Category Archives: discovering london on foot

Shakespeare and London

12th September 2013 – I’ve just got back from a fascinating behind-the-scenes tour of the London Metropolitan Archives (www.cityoflondon.go.uk/lma), organised by the London Historians (www.londonhistorians.org).
The highlight was the “Shakespeare and London” exhibition, which features not only “The Shakespeare Deed”, a property deed signed by Shakespeare (one of only six surviving examples of his signature), but also other documents from his lifetime, along with maps, photographs, prints and models which explore his relationship with London.  The exhibition runs until 26thSeptember 2013.

Lost City of London found in the Ether!

Unbeknownst to us, (don’t publishers tell authors such things?) the book that started all this was released as a Kindle edition back in March!
We’ve recently had a look at it on both a tablet and an old-style kindle and are very pleased with the electronic edition. It seems very good value at just £6.76, and is easy to use, particularly when viewed on a tablet (the colour plates are zoomable).

Here is a link to the Kindle edition page on Amazon.co.uk

 

Property Boundary Markers

I’ve had a number of questions about property boundary markers recently.
 
 
Most of those I’ve seen in and around the City of London have been parish boundary markers.  The most common types of these are brass plaques affixed to buildings, typically a little above head height – here are some examples:
 
St Katherine Cree
St Lawrence Jewry

St Mary Le Strand
St Stephen Coleman Street
St Clement Danes
 
(The anchor on the St Clement Danes plaque, the Katharine Wheel on the St Katharine Cree one, and the gridiron on the St Lawrence Jewry one, allude to the respective methods by which the nominate saints were martyred; the encircled cockerel on the St Stephen Coleman Street plaque, alludes  to the “La Cokke on the Hoop” brewery that stood on Coleman Street in the fifteenth century).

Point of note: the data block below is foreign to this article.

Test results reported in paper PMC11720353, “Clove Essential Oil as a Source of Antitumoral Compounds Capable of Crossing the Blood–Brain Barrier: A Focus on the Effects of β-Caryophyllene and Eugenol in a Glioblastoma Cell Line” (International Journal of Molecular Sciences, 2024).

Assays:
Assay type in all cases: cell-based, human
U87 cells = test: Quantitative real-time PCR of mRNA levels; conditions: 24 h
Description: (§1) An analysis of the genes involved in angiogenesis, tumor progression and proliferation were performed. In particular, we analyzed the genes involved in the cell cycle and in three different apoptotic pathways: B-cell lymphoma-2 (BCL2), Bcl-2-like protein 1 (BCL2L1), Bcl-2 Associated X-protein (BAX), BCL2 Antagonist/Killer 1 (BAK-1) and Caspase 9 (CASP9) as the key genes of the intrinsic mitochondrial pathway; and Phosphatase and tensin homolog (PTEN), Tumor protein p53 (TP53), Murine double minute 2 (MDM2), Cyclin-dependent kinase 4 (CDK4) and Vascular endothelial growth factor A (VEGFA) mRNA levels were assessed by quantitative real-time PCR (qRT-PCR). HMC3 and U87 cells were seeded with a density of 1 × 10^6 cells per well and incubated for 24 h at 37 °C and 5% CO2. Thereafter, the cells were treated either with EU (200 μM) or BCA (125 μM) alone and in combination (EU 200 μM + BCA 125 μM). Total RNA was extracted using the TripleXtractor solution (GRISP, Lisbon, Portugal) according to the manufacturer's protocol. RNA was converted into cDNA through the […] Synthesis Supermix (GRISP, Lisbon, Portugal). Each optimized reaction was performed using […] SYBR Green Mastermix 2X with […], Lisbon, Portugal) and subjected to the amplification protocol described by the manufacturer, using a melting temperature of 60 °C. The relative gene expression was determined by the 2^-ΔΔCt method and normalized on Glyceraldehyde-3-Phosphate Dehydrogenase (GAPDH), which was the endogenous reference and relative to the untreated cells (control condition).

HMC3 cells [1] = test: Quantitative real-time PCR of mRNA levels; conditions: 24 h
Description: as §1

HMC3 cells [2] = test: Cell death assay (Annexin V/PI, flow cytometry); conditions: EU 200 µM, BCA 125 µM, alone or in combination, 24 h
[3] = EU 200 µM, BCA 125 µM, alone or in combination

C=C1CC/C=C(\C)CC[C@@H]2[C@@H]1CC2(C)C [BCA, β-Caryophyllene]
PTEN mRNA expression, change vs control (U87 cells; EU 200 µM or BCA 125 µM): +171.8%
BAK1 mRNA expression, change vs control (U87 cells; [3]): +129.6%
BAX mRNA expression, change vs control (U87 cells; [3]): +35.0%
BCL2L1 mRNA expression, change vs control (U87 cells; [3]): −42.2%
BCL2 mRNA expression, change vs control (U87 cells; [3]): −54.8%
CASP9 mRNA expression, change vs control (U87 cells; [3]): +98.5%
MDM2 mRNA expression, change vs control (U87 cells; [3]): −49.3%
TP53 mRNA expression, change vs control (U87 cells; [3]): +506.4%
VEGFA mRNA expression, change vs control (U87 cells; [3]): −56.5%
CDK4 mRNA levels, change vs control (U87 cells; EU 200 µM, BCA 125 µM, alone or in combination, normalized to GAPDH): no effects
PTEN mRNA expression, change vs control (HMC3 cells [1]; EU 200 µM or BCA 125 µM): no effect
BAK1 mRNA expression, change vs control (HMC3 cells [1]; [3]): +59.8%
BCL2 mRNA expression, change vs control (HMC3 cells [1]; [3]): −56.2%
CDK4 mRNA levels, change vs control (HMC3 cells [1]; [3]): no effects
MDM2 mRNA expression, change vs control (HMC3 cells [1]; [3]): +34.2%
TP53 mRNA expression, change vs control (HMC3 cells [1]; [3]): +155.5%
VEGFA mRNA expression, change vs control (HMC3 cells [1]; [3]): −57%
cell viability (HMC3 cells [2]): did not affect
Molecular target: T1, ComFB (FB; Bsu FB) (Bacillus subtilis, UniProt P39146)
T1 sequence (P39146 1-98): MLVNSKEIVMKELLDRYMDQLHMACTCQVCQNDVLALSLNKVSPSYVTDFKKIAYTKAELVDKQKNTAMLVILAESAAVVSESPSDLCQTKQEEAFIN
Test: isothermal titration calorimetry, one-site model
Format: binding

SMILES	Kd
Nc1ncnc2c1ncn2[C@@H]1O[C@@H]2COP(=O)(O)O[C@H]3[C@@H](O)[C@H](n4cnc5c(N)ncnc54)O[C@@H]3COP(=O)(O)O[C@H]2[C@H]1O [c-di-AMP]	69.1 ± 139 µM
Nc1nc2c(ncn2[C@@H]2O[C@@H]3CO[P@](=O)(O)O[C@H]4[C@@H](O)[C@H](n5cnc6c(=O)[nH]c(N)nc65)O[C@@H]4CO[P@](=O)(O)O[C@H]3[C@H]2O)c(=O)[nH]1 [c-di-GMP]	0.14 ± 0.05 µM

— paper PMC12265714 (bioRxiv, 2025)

At least one that I’m familiar with, though, is in the form of a carved inscription more or less at street level 
Christ Church (and St Sepulchre)
And another is reminiscent of a milestone.
St Clement Danes and St Dunstan in the West
 
 
Brass shields bearing coats-of-arms also mark the boundaries of the properties of the livery companies. 
Armorers’ and Brasiers’ Company
 
Readers interested in further information are referred to the following web-site:

Walking in Chilly Weather

Today Bob discovered that it is difficult to hand around his laminated illustrations when his bare hands are numb with cold!

It really was horribly chilly today. Fortunately everyone was well wrapped up (apart from Bob’s hands, that is!)

Highlights of today’s Tower to Temple walk included:

– a helpful explanatory compass just outside Tower Hill station, giving a good preliminary over-view of the sights to come

– the Whitefriars monastery: tucked away where you’d never expect to find it!

– the London stone (hidden in clear view)

-the Monument (some decided to make a return visit after the walk finished, to climb up to the top for the excellent views!)

– exploring inside the Inns of Court

Unfortunately the Roman Amphitheatre, under the Guildhall Art Gallery, was unexpectedly closed to visitors today, due to a rehearsal of some kind (not mentioned on their website – grrrrr!) Everyone strained for a glimpse through the glass doors to the Amphitheatre basement, and had to make do with that for today. Such a shame. Here’s hoping those on today’s walk will take the opportunity to make a return visit another time.

A running joke with today’s group was the plethora of vanished churches along the route – marked only by plaques or parish boundary markers. That’s the Great Fire for you – it really did wipe out a lot of buildings!

But various street names, many surviving from medieval times, did provide interesting glimpses of that long-gone London. For example, today’s group were interested to learn that Cannon Street’s name has nothing to do with artillery, stemming instead from the name of the local trade conducted there way back in 1183…. Any guesses?